The Coffee Shop
Many years ago Heavener had a bus station in the downtown area. It was located at the corner across the street from the current police station. It was a drive through corner similar to those that used to be popular for downtown gasoline stations. Next to it was the Coffee Shop on the same street as Stanley Hardware. It survived longer than the bus station.
The Coffee Shop was the weekly meeting place of the Quarterback Club. It also was a place where some kids hung out in the early evening (before midnight). The summer between my sophomore and junior years at HHS it was also my employer. Not too many people were aware of the job because it didn’t start until 3:00 AM and was over by 5:00 AM. I was the swamper who cleaned up the floor each night (morning?). Practically the only people who were in the place at that early hour were railroad men and an occasional drunk.
My job was simple. Get the mop and bucket and swamp the floor from the back to the front. At least it would have been simple if not for the customers in the Shop at the time. Getting one of the railroad workers to move his feet or change booths was nigh on to impossible. And any drunks that were in the place made life even more interesting. So what should have been a one hour job usually took me closer to two hours as I waited for the slow coffee drinkers to leave so I could clean the floor in all the booths.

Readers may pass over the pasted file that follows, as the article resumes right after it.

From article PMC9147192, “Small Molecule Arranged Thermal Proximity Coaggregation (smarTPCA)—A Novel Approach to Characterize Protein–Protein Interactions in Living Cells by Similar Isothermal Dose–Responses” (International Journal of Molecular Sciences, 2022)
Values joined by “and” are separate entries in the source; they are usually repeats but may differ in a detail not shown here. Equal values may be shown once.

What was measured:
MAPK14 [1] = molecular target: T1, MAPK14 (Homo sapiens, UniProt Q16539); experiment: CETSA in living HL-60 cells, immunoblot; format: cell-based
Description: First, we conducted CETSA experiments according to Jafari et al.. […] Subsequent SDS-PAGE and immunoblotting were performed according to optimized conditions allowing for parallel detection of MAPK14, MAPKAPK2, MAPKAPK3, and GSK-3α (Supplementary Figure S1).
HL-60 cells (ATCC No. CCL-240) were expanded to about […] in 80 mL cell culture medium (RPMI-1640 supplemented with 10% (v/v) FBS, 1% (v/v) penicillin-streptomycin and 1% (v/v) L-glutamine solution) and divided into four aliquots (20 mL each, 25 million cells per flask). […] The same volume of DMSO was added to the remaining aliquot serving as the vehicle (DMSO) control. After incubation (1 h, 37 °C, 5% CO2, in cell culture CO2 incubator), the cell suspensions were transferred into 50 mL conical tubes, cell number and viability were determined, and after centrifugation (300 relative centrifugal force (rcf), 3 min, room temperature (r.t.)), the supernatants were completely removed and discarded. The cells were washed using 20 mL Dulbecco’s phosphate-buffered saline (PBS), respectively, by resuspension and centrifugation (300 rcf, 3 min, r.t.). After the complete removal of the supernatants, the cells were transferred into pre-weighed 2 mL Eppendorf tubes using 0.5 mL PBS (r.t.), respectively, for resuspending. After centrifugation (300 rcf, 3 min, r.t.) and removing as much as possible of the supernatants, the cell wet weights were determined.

The best part of the job was the end! When I had finished I would drive to Hodgens with all the windows in the car down. Air conditioning was something still in my future but, before 5:00 AM the air at least felt cool. It was also usually at 100% humidity. On the return trip from Hodgens I would drive as fast as my Father’s car (1955 Chevrolet with the small block V-8) would run. First, across the flat north of Hodgens and then a slight reduction in speed to turn after crossing the bridge over the Poteau. Accelerate again until the curve around the end of Pine Mountain came up—back off a little—and then let it all out on the straight into Heavener. At the end of the straight I would stand on the brakes and make the turn on to Independence Road as fast as my skills would let me. On a couple of occasions I went just a little north of the west bound road and up in the church yard.
It would be dangerous to do now what I did back then. I never met anyone on my high speed runs into Heavener and cannot recall ever having to pass a car. Traffic was practically non-existent.
I suppose that my Father would have skinned me if he had known what I was doing.